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Commons Leader Promises A Higher Calibre Of Political Candidate At The Next General Election

Commons Leader Promises A Higher Calibre Of Political Candidate At The Next General Election
3 min read

The leader of the House of Commons Mark Spencer has said voters can expect a higher calibre of candidate to stand for parliament in the next general election, as parties will have more time to complete vetting processes.

In a forthcoming interview with The House magazine, Spencer suggested unsuitable individuals were able to become MPs in 2017 and 2019 because of the rushed announcement of a general election.

The cabinet minister's comments come as parliament has faced a reckoning over allegations of sleaze, sexism, bullying and misogyny. 

Last month Imran Ahmad Khan, who was elected as the MP for Wakefield in the 2019 general election, announced his resignation after being found guilty of sexually assaulting a 15-year-old boy at a party in 2008. 

While Spencer was not involved in Ahmed Khan's selection, he admitted that there had perhaps been too much haste in choosing candidates in recent years, and that his party would need to employ more scrutiny in future.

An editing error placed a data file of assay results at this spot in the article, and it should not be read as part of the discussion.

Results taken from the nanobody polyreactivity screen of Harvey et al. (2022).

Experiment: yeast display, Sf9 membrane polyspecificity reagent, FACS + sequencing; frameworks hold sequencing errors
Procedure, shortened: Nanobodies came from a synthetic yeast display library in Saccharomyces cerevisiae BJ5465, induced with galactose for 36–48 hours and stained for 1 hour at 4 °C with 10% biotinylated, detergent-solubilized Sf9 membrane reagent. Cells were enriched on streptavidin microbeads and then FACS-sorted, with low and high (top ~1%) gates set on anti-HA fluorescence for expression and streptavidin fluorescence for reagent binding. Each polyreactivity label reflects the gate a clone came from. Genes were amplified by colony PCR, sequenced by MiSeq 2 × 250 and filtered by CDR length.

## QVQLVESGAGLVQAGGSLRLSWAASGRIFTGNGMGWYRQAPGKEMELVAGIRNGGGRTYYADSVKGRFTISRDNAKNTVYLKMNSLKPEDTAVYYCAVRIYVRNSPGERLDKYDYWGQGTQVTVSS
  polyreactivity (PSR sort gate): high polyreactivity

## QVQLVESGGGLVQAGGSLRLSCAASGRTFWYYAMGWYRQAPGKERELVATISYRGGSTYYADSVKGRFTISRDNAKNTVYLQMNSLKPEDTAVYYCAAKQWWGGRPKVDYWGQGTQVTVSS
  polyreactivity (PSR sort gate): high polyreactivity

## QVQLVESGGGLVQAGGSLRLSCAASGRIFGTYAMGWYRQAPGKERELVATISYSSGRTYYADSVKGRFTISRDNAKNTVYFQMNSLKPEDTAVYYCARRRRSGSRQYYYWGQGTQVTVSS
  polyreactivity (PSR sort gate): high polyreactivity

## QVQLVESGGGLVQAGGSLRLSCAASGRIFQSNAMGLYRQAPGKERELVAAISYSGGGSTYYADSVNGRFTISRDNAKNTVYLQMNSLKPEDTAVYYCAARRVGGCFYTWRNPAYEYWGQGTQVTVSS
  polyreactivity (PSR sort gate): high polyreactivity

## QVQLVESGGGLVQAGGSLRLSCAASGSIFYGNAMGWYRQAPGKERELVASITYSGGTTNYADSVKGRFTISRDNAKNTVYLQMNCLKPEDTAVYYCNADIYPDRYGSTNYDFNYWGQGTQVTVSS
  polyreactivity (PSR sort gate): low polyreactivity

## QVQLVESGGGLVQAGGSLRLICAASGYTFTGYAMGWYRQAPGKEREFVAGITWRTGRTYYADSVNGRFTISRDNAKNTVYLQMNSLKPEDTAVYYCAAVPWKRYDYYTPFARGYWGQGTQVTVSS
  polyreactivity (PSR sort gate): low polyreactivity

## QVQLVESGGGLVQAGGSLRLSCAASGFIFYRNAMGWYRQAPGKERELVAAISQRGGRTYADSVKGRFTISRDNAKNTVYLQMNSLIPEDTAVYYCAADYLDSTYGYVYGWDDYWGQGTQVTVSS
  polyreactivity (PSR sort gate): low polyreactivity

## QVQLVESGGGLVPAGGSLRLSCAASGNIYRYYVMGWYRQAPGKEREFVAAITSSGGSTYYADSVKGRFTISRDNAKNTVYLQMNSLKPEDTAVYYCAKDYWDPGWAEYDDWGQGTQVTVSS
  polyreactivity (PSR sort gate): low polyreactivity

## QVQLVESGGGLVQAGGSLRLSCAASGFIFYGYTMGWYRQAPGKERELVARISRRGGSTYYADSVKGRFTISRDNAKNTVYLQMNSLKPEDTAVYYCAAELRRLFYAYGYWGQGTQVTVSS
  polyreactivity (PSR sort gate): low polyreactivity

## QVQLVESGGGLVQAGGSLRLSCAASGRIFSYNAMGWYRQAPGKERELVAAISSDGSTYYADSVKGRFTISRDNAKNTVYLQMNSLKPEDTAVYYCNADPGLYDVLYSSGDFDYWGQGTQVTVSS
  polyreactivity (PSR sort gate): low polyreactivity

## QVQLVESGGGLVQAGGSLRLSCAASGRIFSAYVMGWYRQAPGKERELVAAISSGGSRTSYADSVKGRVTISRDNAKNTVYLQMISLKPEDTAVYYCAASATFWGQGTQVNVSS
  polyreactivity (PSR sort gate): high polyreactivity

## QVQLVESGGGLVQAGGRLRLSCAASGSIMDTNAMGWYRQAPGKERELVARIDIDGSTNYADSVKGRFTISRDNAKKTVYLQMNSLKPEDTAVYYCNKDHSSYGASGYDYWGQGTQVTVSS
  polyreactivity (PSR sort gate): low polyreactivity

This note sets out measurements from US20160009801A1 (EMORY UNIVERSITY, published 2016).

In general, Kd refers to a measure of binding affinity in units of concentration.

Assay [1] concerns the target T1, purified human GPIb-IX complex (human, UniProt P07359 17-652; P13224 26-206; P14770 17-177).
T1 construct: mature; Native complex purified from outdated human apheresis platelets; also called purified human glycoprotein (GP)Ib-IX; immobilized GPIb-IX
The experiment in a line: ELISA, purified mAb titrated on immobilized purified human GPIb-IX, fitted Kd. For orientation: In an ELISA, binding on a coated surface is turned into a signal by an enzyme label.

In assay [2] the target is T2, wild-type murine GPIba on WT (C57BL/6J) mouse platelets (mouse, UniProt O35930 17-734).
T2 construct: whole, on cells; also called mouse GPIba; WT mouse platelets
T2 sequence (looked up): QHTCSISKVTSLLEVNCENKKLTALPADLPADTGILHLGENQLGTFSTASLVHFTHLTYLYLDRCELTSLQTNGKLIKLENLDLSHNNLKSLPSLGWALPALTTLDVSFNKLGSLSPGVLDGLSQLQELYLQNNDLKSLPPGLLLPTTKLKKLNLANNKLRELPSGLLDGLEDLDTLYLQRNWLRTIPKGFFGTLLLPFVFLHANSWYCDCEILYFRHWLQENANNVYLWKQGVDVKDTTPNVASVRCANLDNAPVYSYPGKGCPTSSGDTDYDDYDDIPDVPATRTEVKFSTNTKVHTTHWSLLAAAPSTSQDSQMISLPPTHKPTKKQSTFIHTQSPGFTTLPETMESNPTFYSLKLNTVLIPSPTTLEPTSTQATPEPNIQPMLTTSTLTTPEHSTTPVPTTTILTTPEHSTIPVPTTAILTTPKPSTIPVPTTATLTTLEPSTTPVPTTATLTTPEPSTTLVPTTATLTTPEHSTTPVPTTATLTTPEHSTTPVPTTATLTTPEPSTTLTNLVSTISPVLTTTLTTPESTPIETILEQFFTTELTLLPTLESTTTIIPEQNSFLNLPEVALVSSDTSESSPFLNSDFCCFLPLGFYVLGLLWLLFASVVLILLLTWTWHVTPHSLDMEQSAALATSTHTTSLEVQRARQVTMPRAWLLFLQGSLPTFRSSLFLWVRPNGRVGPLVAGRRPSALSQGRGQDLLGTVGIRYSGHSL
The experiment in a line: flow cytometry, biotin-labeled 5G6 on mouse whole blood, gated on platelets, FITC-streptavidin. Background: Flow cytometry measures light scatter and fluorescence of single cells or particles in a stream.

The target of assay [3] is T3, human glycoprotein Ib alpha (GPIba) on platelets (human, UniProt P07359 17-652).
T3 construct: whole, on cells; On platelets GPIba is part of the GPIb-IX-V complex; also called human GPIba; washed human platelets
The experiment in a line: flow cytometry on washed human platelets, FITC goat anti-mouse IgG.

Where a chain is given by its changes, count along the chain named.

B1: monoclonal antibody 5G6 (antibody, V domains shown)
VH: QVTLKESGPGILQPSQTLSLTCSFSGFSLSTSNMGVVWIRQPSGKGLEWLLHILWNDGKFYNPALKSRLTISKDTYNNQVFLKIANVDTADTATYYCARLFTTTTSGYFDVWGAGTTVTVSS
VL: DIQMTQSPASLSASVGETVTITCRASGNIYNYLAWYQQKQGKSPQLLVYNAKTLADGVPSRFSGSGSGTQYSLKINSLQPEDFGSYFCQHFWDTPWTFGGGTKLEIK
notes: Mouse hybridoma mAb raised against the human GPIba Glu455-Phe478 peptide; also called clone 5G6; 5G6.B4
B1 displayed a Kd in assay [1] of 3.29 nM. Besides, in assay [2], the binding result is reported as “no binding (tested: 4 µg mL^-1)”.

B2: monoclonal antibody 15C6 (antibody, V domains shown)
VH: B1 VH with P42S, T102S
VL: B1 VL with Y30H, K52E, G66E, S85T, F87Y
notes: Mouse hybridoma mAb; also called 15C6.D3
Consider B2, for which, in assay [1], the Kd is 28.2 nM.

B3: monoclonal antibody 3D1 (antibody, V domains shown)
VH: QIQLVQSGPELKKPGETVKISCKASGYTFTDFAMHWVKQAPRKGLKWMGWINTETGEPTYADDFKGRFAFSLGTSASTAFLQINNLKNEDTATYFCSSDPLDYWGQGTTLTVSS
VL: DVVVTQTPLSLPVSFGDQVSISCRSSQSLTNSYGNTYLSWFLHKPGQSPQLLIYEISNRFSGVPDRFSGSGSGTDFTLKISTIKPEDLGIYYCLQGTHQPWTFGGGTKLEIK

“I don't think having two rapid general elections in a row has helped parliamentary parties,” Spencer said.

“The Labour Party, Liberal Democrats will all have selected candidates quite quickly, not realising a general election was coming,” the minister added.

“I think we'll be in a much better place at the next general election, certainly in the [Conservative] party as we will have taken much more time to scrutinise people. There will be a much longer process.”

This month, Neil Parish, who was elected in 2010, resigned as a Tory MP after being caught by colleagues and subsequently admitted to having watched pornography in the Commons chamber.

In the same week, the Labour MP Liam Byrne was found to have bullied a former staff member. He will be suspended from the Commons for two days.

Ongoing cases of misconduct have sparked outrage among the public and within Westminster.

In an effort to crack down on the issue, Speaker Sir Lindsay Hoyle has announced plans to host a conference where sweeping reforms to parliament’s hiring processes will be discussed.

A number of MPs have proposed that the responsibility for hiring staff should be transferred from MPs to a separate independent body, making way for an independent complaints process. 

Spencer told The House magazine that he is open to the idea, but believed that it may not be the golden bullet many think it could be.

“If I'm a member of staff in an office where my boss is abusing me, whether or not he's paying my wages is not the issue here,” the minister said.

“What actually is the issue is me being abused. But it is certainly something that can help with the conversation and help with moving in the right direction.”

The leader of the Commons said that with the Conservatives aiming for a general election in 2024, all political parties should have sufficient time to ensure the quality of their candidates improves.

“We're aiming at a 2024 election, everybody knows that,” Spencer added. 

“It gives political parties much longer to scrutinise their own candidates. Hopefully we will end up at the end of that with better MPs on all sides of the House.”

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